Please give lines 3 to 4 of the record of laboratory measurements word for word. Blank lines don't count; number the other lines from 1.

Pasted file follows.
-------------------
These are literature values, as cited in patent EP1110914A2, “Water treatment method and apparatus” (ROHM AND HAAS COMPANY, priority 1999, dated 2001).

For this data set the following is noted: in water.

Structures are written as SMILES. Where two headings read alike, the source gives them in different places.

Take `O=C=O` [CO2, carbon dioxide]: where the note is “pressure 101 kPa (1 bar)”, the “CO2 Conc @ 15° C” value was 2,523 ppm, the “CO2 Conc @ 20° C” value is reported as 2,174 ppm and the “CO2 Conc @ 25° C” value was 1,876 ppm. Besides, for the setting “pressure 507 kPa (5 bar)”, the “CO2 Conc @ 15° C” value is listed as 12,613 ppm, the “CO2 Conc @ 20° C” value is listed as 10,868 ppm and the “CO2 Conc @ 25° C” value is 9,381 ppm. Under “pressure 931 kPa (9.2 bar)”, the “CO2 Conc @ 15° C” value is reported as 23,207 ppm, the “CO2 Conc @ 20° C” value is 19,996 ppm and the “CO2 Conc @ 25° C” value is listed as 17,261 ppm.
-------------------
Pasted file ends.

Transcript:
Structures are written as SMILES. Where two headings read alike, the source gives them in different places.

Take `O=C=O` [CO2, carbon dioxide]: where the note is “pressure 101 kPa (1 bar)”, the “CO2 Conc @ 15° C” value was 2,523 ppm, the “CO2 Conc @ 20° C” value is reported as 2,174 ppm and the “CO2 Conc @ 25° C” value was 1,876 ppm. Besides, for the setting “pressure 507 kPa (5 bar)”, the “CO2 Conc @ 15° C” value is listed as 12,613 ppm, the “CO2 Conc @ 20° C” value is listed as 10,868 ppm and the “CO2 Conc @ 25° C” value is 9,381 ppm. Under “pressure 931 kPa (9.2 bar)”, the “CO2 Conc @ 15° C” value is reported as 23,207 ppm, the “CO2 Conc @ 20° C” value is 19,996 ppm and the “CO2 Conc @ 25° C” value is listed as 17,261 ppm.